How do you fit in with RoHS and WEEE?
Our niche if you will in this new area is on the RoHS side. We are simply trying to give engineers the ability to define what we call compliancy by design by giving them content in their schematic with OrCAD so that when they pick a part, it is compliant. I think that part of the problem in the market place is most people are looking at RoHS as a manufacturing problem and WEEE as being so far downstream they don't care anymore. But we've taken the position that if you have the content that's compliant from the beginning of your design cycle, you now have the certification data for the RoHS ands WEEE.
What's the fundamental issue with RoHS facing manufacturers or designers?
We asked a customer just a few months ago how big his RoHS problem was. He told us that it was a $300 million problem to him because after July 1 he can not ship to Europe. The $300 million figure is the firm's annual revenue from Europe. That's the problem they face. If you are not compliant, you can be put out of business. What we have found is that most companies in the US have their head in the sand over this issue. They hope it will go away or they think that the EU is going to change its mind. That's not going to happen. The train has left the station and people have to become compliant.
If I am a manufacturer of an electronic consumer product like a DVD player, what is my responsibility with regard to RoHS if I am just assembling components from suppliers?
If you are doing component level design and manufacturing, you are responsible down to the resistor level to make sure that the part is compliant. If you are doing the assembly simply buying modules and bolting them all together, if your label is going on that end product, then you are still liable for that end product whether or not your individual suppliers are compliant.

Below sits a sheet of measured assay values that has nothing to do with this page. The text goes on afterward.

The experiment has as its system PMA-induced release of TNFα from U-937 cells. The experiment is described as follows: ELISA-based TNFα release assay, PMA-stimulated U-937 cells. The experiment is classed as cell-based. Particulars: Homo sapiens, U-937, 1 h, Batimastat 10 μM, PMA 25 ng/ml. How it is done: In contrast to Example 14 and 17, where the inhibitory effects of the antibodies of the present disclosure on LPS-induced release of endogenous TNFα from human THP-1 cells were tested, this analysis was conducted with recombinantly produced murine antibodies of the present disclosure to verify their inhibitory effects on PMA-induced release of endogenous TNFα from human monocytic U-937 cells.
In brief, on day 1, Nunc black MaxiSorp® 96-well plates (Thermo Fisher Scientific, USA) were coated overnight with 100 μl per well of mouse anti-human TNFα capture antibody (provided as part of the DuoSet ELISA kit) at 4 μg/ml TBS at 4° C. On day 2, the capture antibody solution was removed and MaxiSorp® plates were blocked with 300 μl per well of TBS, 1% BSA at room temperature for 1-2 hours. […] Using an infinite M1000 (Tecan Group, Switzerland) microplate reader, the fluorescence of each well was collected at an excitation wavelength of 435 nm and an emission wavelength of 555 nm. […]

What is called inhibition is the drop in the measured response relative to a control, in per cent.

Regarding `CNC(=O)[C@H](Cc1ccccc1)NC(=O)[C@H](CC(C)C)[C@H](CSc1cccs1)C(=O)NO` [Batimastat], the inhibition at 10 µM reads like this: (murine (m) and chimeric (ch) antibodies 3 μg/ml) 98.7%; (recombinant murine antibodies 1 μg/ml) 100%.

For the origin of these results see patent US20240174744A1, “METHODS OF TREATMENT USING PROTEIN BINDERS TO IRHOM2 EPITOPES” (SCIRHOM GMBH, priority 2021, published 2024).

We are involved in analysis at numerous companies where we are looking at the OEm's product but they have asked us to go to their suppliers and look at the subassemblies.
If I am getting a product from a supplier, am I responsible for testing that product's RoHS compliance or are there third party testing firms or do I rely on a compliancy statements from my suppliers?
All of the above will work. It's just a matter of risk mitigation, If you are satisfied that your supplier gives you a certificate of compliance and your legal department is willing to take that and defend that in front of the EU courts, then that could be suitable. But if you suspect that your supplier is saying that they are compliant when they are not, the liability is still on your firm for the product going to Europe. We had this case recently where a company told us that he is not worried about it because he has a Chinese contract manufacturer who is going to verify compliance. If anybody is going to be betting their company on that type of scenario, I would say that they do so
at high risk.
What do you advise your clients to do in terms of getting comfortable that their suppliers are in fact compliant?